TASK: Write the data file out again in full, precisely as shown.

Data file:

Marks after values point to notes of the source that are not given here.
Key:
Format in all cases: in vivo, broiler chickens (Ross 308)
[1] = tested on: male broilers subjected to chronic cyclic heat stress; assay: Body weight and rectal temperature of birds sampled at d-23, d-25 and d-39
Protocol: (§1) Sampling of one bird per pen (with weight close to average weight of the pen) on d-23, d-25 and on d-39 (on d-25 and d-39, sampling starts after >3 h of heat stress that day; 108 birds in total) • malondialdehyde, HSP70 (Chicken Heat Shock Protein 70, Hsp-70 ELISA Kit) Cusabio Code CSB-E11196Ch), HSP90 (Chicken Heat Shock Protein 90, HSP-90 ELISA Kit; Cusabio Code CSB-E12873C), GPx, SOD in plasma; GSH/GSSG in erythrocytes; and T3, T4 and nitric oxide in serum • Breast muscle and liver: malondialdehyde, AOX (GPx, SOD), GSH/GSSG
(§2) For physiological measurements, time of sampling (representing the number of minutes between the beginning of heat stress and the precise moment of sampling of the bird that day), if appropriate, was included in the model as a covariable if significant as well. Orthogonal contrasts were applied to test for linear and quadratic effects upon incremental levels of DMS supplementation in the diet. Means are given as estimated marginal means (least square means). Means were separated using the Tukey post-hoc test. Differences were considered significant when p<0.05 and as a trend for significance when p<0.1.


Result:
Marks after values point to notes of the source that are not given here.
Key:
Format in all cases: in vivo, broiler chickens (Ross 308)
[1] = tested on: male broilers subjected to chronic cyclic heat stress; assay: Body weight and rectal temperature of birds sampled at d-23, d-25 and d-39
Protocol: (§1) Sampling of one bird per pen (with weight close to average weight of the pen) on d-23, d-25 and on d-39 (on d-25 and d-39, sampling starts after >3 h of heat stress that day; 108 birds in total) • malondialdehyde, HSP70 (Chicken Heat Shock Protein 70, Hsp-70 ELISA Kit) Cusabio Code CSB-E11196Ch), HSP90 (Chicken Heat Shock Protein 90, HSP-90 ELISA Kit; Cusabio Code CSB-E12873C), GPx, SOD in plasma; GSH/GSSG in erythrocytes; and T3, T4 and nitric oxide in serum • Breast muscle and liver: malondialdehyde, AOX (GPx, SOD), GSH/GSSG
(§2) For physiological measurements, time of sampling (representing the number of minutes between the beginning of heat stress and the precise moment of sampling of the bird that day), if appropriate, was included in the model as a covariable if significant as well. Orthogonal contrasts were applied to test for linear and quadratic effects upon incremental levels of DMS supplementation in the diet. Means are given as estimated marginal means (least square means). Means were separated using the Tukey post-hoc test. Differences were considered significant when p<0.05 and as a trend for significance when p<0.1.